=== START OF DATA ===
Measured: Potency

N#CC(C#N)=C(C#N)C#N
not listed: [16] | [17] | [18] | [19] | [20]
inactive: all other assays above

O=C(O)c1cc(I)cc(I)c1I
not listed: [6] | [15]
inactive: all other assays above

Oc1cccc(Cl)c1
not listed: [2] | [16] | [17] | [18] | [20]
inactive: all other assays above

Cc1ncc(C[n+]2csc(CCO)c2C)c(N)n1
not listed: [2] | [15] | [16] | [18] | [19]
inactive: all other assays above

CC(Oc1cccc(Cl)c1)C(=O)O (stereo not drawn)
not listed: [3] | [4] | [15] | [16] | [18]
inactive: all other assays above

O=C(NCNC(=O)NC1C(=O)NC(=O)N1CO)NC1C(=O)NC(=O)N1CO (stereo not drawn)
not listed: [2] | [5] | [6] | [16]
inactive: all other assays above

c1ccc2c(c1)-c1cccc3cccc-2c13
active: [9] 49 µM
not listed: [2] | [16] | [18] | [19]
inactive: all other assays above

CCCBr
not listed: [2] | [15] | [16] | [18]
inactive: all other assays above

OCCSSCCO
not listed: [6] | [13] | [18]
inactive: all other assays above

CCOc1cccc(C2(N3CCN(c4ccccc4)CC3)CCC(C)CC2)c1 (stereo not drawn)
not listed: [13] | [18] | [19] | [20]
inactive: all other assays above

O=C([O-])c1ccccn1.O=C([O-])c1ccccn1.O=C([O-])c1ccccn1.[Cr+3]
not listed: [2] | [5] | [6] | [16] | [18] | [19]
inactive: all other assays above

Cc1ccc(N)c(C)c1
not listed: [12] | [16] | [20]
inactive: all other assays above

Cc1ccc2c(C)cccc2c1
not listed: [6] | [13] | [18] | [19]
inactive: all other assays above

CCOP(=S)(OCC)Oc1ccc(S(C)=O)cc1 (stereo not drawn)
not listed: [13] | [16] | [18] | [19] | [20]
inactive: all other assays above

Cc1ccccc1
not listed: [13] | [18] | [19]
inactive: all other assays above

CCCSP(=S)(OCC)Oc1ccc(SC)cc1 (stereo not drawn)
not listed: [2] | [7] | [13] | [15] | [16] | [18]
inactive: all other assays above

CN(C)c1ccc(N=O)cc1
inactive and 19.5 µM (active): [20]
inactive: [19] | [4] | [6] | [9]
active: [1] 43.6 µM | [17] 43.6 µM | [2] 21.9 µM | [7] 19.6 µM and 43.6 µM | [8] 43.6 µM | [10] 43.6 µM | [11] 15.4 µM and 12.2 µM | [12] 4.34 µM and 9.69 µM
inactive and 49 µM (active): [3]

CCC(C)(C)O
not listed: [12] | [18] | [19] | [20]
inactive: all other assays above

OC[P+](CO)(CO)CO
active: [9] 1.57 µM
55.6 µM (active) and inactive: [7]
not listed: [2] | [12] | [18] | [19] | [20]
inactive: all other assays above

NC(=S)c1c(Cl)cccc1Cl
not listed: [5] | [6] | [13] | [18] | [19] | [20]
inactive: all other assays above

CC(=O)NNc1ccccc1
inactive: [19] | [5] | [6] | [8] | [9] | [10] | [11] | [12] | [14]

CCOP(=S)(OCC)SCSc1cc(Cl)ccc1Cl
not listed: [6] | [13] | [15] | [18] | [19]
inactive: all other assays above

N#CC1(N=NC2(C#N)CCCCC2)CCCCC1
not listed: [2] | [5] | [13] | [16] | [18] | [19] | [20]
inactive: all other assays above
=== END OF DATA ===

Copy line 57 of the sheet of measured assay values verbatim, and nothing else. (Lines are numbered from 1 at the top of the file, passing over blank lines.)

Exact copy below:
not listed: [12] | [18] | [19] | [20]